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I don't quite understand what you're asking.
 

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The terms "hard pesticide" and "soft pesticide" mean different things to different people.

Some people define conventional pesticides as "hard." Some people define synthetic pesticides as "hard." Some people define chemicals that kill greater percentages of target organisms "harder."

I think the best definition for a "hard" versus a "soft" pesticide uses the selectivity of the pesticide and the toxicity to non-target organisms.

Of course, using the sort of definition I like, coumaphos and fluvalinate and formic acid and oxalic acid are all "hard." I already know that many beekeepers here will object to that.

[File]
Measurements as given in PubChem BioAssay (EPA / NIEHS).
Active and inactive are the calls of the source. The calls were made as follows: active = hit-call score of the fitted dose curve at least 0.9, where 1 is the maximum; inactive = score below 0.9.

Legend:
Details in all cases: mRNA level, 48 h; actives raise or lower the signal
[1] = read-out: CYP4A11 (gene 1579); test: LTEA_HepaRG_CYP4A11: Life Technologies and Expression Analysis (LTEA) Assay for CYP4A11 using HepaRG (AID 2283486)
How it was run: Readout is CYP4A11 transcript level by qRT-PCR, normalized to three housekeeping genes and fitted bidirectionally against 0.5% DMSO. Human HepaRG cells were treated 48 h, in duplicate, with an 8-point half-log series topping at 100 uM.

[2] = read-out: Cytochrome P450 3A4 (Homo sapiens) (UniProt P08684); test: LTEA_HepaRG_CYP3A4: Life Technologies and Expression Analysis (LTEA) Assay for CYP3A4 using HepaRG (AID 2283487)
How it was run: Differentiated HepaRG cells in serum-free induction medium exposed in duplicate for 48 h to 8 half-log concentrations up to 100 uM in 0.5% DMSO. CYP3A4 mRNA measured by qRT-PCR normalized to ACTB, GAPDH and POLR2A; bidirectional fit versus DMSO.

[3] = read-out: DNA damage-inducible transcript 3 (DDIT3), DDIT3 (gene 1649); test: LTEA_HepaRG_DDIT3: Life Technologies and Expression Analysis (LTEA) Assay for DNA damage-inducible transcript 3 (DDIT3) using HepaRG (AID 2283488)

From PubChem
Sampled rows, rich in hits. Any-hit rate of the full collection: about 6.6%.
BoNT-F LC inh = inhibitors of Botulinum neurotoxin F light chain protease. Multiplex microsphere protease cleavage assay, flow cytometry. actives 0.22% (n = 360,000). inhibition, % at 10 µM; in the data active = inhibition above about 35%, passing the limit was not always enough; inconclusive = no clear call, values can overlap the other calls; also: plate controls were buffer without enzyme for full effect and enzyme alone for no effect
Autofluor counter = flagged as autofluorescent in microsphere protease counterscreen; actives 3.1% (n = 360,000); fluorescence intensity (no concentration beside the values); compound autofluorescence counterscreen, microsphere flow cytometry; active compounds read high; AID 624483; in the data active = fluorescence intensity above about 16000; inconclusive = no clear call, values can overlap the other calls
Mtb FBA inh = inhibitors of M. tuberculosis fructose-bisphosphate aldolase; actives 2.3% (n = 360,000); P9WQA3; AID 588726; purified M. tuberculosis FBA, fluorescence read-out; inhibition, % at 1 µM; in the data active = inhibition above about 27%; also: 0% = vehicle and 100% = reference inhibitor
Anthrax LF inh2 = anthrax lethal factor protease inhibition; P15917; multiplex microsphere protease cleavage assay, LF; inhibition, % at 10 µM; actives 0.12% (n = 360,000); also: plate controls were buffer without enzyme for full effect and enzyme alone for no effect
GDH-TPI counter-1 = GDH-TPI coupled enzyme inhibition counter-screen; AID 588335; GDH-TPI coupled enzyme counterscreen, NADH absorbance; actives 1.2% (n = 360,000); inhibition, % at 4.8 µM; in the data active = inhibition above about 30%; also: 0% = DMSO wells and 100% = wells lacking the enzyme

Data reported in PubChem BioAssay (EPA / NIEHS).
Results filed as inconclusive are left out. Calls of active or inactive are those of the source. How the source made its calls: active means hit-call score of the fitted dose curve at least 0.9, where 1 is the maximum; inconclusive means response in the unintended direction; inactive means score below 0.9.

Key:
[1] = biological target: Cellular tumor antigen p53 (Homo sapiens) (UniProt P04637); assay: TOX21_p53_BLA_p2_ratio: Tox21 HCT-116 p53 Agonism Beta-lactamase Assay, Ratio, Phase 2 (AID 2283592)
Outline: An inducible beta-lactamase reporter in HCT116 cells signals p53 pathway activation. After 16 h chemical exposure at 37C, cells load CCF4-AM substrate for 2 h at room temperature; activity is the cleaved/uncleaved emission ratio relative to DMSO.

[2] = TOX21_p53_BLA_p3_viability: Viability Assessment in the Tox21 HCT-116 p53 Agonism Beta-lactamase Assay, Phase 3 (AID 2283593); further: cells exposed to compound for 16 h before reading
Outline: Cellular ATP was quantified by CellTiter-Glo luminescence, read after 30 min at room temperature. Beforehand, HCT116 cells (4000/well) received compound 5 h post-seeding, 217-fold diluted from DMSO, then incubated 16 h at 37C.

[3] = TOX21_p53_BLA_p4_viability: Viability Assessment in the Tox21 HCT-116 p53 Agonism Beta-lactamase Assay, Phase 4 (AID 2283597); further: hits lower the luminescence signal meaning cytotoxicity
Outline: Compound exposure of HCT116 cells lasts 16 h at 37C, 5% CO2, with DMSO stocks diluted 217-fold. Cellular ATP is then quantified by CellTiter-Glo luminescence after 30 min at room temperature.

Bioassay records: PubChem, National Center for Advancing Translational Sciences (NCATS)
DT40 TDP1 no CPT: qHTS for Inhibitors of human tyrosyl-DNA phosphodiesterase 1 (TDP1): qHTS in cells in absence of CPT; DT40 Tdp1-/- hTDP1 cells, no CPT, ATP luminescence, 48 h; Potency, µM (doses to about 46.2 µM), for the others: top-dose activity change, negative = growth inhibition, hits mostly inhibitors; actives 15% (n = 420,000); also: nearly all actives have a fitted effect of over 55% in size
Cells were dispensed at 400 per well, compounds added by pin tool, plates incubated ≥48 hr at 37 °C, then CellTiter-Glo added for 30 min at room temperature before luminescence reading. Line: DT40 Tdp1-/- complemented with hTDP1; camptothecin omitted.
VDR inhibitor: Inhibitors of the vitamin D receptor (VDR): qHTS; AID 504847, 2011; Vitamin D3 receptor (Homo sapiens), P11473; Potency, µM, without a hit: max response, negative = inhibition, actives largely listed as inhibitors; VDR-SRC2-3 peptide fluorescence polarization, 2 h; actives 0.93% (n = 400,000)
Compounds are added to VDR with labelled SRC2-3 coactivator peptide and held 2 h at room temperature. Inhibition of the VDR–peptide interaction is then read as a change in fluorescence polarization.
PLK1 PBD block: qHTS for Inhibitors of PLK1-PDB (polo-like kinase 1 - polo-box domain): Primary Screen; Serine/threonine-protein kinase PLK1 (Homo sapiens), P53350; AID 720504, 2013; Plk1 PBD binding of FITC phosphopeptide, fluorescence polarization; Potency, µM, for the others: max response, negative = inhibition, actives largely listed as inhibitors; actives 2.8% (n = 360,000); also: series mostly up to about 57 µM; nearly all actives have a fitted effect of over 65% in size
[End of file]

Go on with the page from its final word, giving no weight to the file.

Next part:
Determining whether oxalic acid is "harder" or "softer" than formic acid seems virtually impossible to me. The ranking of such treatments is less important than knowledge of the modes of action and proper treatment methods.

More importantly, consider the risks associated with any type of chemical treatment before making an application.
 

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Discussion Starter #5
My ? came about from the tread that I link to. And that one treatment was referd to as a hard treatment. And I know some are harder than others.
 

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I still say that treatments are either "hard" or "soft," and trying to detect differences in "hardness" between two "hard" chemicals will be almost impossible.
 
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